Blue riband

Bonhams Magazine

Issue 46, Spring 2016

Page 8

Blue riband

Bonhams Magazine

Issue 46, Spring 2016

Page 8

Blue riband

Bonhams Magazine

Issue 46, Spring 2016

Page 8

Blue riband

Bonhams Magazine

Issue 46, Spring 2016

Page 8

Blue riband

Bonhams Magazine

Issue 46, Spring 2016

Page 8

Richard Williams tells the story of one of the most desirable motorcars ever built – the supremely elegant Bugatti Type 57SC

"If I was asked to give my opinion on the best all-round super-sports car which is available on the market today," the world land and water-speed record-holder Sir Malcolm Campbell proclaimed, "I should, without any hesitation whatever, say it was the 3.3 Bugatti." As the first man in the world to drive a car at more than 300mph, Campbell might not have been such a bad judge.

The unique Bugatti Type 57SC to be offered at Bonhams' Amelia Island Sale on 10 March, is as handsome a high-performance roadster as the immediate pre-war years had to offer. Built around the supercharged eight-cylinder engine of a successful Grand Prix car, and based on the chassis of a double winner of the 24 Hours of Le Mans, it was cloaked in a body that epitomized the finest aesthetic values of its era. It radiated, of course, the cachet belonging to any automobile turned out by Ettore Bugatti's factory in Alsace.

It was with the Type 57 that Jean Bugatti, the great Ettore's eldest son, made his debut as a designer. The model was introduced in 1934, when Jean was just 25. It was available in a variety of configurations, from a flat-out Le Mans contender to a four-door saloon. All but a few examples of the Type 57 had bodywork built to Bugatti's own designs by the Gangloff company of Colmar, located barely 50km from Molsheim. This one was to be different.

Its story began in 1936 when the factory prepared the surbaissé chassis and engine numbered 57541 for George Rand, a fine racing driver and the newly appointed Bugatti agent in New York. The car was dispatched from the factory in Molsheim to the UK, where it was received by Colonel W.L. Sorel, the manager of the company's London depot. Sorel sent the naked chassis and running gear to Vanden Plas, the coachbuilders that produced bodies for specialist and upmarket automobile manufacturers.

Thanks to the famous North London carrosserie, the Bugatti – now bearing the UK registration plate DXP 970 – was far from any conventional four-passenger car. Originally painted gray with red details, it had a dashing air accentuated by the shapely aerodynamic wings, the giant Marchal headlights – and the cutaway doors.

The car was proudly featured in the annual catalog that Sorel sent to such important customers as Earl Howe, the politician and Le Mans winner, and Nicky Embiricos, playboy heir to a Greek shipping dynasty.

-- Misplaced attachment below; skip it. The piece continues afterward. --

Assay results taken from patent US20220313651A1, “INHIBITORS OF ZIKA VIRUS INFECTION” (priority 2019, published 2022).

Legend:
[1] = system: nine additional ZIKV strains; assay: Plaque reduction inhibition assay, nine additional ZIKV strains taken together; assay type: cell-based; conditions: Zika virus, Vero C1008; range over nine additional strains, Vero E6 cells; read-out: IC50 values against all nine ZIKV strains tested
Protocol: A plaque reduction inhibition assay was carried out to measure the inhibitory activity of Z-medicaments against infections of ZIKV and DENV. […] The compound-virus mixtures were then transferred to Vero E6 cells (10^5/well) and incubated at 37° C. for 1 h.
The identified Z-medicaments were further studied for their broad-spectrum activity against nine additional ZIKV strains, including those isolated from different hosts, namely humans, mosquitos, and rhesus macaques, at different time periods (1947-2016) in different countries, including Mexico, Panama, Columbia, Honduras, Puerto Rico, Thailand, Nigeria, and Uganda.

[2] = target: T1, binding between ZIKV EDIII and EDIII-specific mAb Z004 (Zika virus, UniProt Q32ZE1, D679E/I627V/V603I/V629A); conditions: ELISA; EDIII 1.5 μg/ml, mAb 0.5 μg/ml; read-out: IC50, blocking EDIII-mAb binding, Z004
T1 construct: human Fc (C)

Meanwhile, Sorel had the car shipped to New York for Rand, where its wings were temporarily removed while it competed in races organized by the original Automobile Racing Club of America at Long Island's Roosevelt Raceway. The circuit was laid out on the airfield from which Charles Lindbergh had taken off in the Spirit of St Louis to begin his historic transatlantic flight ten years earlier.

The car returned to England and was displayed on the Bugatti stand at the London Motor Show at Olympia in October 1938. With registration plates reading FGW 384, it passed into the hands of its first English owner, whose identity remains unknown, but it seems to have been moved swiftly on to Henry Herman Harjes Jr, the scion of an illustrious American banking family, a resident of Paris and a sous-directeur of the investment bank Morgan & Cie, whose offices were on the Place Vendôme.

Harjes spent the war at the Office of Strategic Services, precursor of the CIA. There is no record of the Bugatti during hostilities, but it re-emerged in England in 1947. With the number plate it bears today, the car was sold via the Mayfair dealer Jack Barclay to Jack Robinson, who shipped it to Trinidad. A thorough restoration by its new owner, the son of a Trinidadian landowner, businessman and politician, enabled him to challenge the new Jaguar XK120s in competition at Trinidad Aerodrome.

In 1955, Robinson sold the car to Peter Agg, the owner of the Trojan car company, a future Formula One entrant whose collection of classic cars included a Mercedes-Benz SSK once belonging to Sir Arthur Conan Doyle. Agg sent 57541 to Crosthwaite and Gardner for a complete restoration, including the installation of a correct 57SC supercharger and hydraulic brakes. Repainted in light metallic blue, it gave Agg a competitive mount at many hill climbs and circuit races over the next 40 years, until he sold it to its present owner in 1995.

"No driver with any claim to discrimination can fail to sense the feeling of safety and response which characterizes the new Type 57 models, and which is the result of racing experience allied to pride of workmanship," wrote the correspondent of Motor Sport after being driven around the roads near Molsheim by the car's designer. The supreme elegance of 57541 continues to illuminate the landscape of successive generations.

Richard Williams has written several books on motor racing including Enzo Ferrari: A Life and The Last Road Race.

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